It is worth noting here, however, that owing to the very nature of disappearance, most of the children in Argentina have not yet (and may never) recovered the bodies of their parents, which also distances them from the figure of Antigone (who, unlike them, is able to bury her brother). Instead, the figure of Hamlet seems more appropriate as a metaphor for the postdictatorship generations. A book of poems entitled Si Hamlet duda le daremos muerte (Aiub, Juan and Julian Axat 2010), written by children of the disappeared and published as part of Aiub and Axat’s collection, draws precisely on the image of Hamlet to epitomize the position held by the post-dictatorship Argentine generation in the cultural field: “To be or not to be Hamlet. That is the question ... To bear the weight and anguish of influences or to be free and to assume an aesthetic of our own.”37 Marcelo Exposito, director of the art video No reconciliados (nadie sabe lo que un cuerpo puede), has also called the members of the HIJOS group “the Hamlet generation,” meaning a generation that has had to respond to crimes committed against them but which, simultaneously, establishes a critical dialogue with their spectres. He reminds us in his video of the coincidence that Mdquina Hamlet, the emblematic play by El periferico de objetos, a rewriting of Heiner Muller’s 1979 play Die Hamletmaschine that alludes allegorically to the unburied bodies of the dictatorship and the struggles of the Madres de Plaza de Mayo, was released in 1995, the same year that HIJOS was established. This coincidence reinforces the links between the generation of the “children” and Shakespeare’s figure. Carlos Gamerro has also referred to the links between Hamlet and the children of the disappeared (who “grow up in the shadow of phantom parents”) in an online text entitled “Hamlet and the Disappeared.”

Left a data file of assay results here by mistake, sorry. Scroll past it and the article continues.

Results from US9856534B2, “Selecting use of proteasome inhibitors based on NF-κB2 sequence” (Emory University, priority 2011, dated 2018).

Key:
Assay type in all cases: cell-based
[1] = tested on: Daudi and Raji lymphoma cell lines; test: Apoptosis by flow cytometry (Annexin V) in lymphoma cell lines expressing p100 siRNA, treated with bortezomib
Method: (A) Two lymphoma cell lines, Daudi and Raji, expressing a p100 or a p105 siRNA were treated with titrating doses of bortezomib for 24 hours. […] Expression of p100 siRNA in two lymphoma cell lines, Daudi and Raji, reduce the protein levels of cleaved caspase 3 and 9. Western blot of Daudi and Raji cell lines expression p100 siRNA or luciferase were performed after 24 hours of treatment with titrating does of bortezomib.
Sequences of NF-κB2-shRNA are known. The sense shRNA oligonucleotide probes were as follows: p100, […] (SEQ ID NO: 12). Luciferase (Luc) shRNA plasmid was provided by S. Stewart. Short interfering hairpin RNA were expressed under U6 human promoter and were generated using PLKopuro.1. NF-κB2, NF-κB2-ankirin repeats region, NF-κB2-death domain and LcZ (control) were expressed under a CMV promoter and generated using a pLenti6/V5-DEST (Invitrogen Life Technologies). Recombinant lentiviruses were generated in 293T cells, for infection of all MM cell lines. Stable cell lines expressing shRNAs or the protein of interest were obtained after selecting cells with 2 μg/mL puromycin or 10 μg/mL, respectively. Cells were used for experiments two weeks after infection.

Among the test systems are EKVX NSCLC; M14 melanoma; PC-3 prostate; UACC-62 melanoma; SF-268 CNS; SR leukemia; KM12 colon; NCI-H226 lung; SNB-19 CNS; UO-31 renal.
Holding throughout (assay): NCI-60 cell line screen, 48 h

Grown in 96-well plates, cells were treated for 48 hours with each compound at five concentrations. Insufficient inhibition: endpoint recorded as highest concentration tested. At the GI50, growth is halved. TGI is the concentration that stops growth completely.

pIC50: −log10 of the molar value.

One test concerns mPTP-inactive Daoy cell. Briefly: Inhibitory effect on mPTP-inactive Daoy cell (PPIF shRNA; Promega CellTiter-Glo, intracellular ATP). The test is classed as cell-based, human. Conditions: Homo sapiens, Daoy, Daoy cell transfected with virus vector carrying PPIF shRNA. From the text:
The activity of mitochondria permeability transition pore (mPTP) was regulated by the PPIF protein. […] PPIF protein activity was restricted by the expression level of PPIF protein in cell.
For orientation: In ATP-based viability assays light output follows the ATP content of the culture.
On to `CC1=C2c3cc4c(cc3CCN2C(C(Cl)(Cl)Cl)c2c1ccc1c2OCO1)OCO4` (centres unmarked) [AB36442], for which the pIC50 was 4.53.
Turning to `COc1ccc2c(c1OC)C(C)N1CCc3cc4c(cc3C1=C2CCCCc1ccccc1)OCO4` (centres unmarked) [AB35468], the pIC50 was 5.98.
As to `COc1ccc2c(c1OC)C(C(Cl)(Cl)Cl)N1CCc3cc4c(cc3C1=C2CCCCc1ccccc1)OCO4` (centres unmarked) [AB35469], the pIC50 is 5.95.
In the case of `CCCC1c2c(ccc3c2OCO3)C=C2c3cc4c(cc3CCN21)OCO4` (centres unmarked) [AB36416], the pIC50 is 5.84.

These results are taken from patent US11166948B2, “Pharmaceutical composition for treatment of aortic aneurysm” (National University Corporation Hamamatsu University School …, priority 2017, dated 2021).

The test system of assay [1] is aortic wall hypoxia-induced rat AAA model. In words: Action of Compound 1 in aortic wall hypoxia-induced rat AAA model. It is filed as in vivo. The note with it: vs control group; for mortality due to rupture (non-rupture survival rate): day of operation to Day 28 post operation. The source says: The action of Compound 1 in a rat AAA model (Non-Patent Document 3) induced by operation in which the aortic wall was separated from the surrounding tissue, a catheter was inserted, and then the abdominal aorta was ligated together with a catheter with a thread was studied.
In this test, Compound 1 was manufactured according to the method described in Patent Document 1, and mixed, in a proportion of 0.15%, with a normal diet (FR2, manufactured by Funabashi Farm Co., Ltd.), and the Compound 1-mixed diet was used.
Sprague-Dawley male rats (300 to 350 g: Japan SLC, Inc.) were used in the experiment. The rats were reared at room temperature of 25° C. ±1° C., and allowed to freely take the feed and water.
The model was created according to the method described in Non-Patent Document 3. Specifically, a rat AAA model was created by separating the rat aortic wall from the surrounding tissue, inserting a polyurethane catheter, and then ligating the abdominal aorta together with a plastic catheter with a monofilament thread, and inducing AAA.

In any case, the model of multidirectional memory is still useful in understanding how the memories of different acts of violence in Argentina are articulated in Bruzzone’s first books. Other children of disappeared parents and members of their generations have also been at the forefront of thinking about the relationship between the histories of violence of different social groups. The memory of the last dictatorship is articulated in their works with the memory of the Algerian massacre (Diario de una princesa montonera), the 2001 economic and political crisis in Argentina (Una vez Argentina, Andres Neuman 2014) and the Shoah (El comienzo de la primavera, Patricio Pron 2008), among others.

In Las chanchas, Bruzzone exercises an ethics of multigenerational memory by connecting, in the image of the two girls abducted and kept captive in a room of a humble house of the conurbano, the disappearances of the dictatorship and the trafficking of girls for prostitution. The possibility that the girls have been abducted by human traffickers is in fact Romina’s hypothesis when helping the mother of one of the girls search for her daughter.38 Lucia De Leone has also proposed that the white van that is supposedly persecuting the girls at the beginning of the story evokes not only the green Ford Falcon cars of the dictatorship but also other more contemporary crimes, including the traffic of organs and terrorist attacks.39 And yet Bruzzone does not want his novel to be read as a political pamphlet. Thus, before the allegories become too explicit in Las chanchas, he frustrates the expectations of the reader by taking the plot in completely unexpected directions:

When I see that I am getting closer to a common place in fiction I attempt to avoid it. When the marches and the protests appear in the novel one expects the girls to start crying but instead they are happy, they go to their own marches and that it is when ambiguity begins.40

Thus alongside a multidirectional memory, what we have in Las chan- chas is a novel that simultaneously and paradoxically resists giving up its fictional status, gesturing to crimes that took place outside the text but mostly to its own narrative and fictional universe.